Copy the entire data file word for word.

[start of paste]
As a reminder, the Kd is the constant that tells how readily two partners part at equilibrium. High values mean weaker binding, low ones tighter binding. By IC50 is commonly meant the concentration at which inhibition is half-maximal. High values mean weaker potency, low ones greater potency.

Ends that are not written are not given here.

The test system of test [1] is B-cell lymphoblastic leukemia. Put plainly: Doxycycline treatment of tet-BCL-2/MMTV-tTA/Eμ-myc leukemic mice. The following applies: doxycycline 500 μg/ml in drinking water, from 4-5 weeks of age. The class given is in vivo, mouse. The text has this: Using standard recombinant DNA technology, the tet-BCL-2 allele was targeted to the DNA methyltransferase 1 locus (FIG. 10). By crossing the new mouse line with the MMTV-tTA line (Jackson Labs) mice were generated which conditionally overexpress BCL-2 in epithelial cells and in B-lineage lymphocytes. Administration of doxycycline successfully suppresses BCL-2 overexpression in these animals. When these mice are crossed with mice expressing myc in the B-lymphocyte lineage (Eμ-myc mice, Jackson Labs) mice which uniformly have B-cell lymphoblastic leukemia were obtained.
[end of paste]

As a reminder, the Kd is the constant that tells how readily two partners part at equilibrium. High values mean weaker binding, low ones tighter binding. By IC50 is commonly meant the concentration at which inhibition is half-maximal. High values mean weaker potency, low ones greater potency.

Ends that are not written are not given here.

The test system of test [1] is B-cell lymphoblastic leukemia. Put plainly: Doxycycline treatment of tet-BCL-2/MMTV-tTA/Eμ-myc leukemic mice. The following applies: doxycycline 500 μg/ml in drinking water, from 4-5 weeks of age. The class given is in vivo, mouse. The text has this: Using standard recombinant DNA technology, the tet-BCL-2 allele was targeted to the DNA methyltransferase 1 locus (FIG. 10). By crossing the new mouse line with the MMTV-tTA line (Jackson Labs) mice were generated which conditionally overexpress BCL-2 in epithelial cells and in B-lineage lymphocytes. Administration of doxycycline successfully suppresses BCL-2 overexpression in these animals. When these mice are crossed with mice expressing myc in the B-lymphocyte lineage (Eμ-myc mice, Jackson Labs) mice which uniformly have B-cell lymphoblastic leukemia were obtained.